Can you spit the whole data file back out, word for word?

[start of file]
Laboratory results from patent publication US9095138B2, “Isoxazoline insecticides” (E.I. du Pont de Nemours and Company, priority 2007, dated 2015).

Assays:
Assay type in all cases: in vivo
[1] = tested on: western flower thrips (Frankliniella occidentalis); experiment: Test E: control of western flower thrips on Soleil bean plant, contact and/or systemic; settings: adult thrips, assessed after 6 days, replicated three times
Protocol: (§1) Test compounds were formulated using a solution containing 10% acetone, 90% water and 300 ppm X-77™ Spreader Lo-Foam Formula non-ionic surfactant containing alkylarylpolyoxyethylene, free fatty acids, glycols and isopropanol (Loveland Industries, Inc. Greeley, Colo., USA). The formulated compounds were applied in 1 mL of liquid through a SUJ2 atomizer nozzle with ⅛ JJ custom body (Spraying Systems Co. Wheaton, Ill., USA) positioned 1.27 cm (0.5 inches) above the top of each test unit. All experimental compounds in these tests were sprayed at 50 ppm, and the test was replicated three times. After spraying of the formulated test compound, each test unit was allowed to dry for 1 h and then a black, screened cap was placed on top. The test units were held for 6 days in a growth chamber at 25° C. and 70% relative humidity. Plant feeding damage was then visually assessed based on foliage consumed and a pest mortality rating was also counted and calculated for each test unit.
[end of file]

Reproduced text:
Laboratory results from patent publication US9095138B2, “Isoxazoline insecticides” (E.I. du Pont de Nemours and Company, priority 2007, dated 2015).

Assays:
Assay type in all cases: in vivo
[1] = tested on: western flower thrips (Frankliniella occidentalis); experiment: Test E: control of western flower thrips on Soleil bean plant, contact and/or systemic; settings: adult thrips, assessed after 6 days, replicated three times
Protocol: (§1) Test compounds were formulated using a solution containing 10% acetone, 90% water and 300 ppm X-77™ Spreader Lo-Foam Formula non-ionic surfactant containing alkylarylpolyoxyethylene, free fatty acids, glycols and isopropanol (Loveland Industries, Inc. Greeley, Colo., USA). The formulated compounds were applied in 1 mL of liquid through a SUJ2 atomizer nozzle with ⅛ JJ custom body (Spraying Systems Co. Wheaton, Ill., USA) positioned 1.27 cm (0.5 inches) above the top of each test unit. All experimental compounds in these tests were sprayed at 50 ppm, and the test was replicated three times. After spraying of the formulated test compound, each test unit was allowed to dry for 1 h and then a black, screened cap was placed on top. The test units were held for 6 days in a growth chamber at 25° C. and 70% relative humidity. Plant feeding damage was then visually assessed based on foliage consumed and a pest mortality rating was also counted and calculated for each test unit.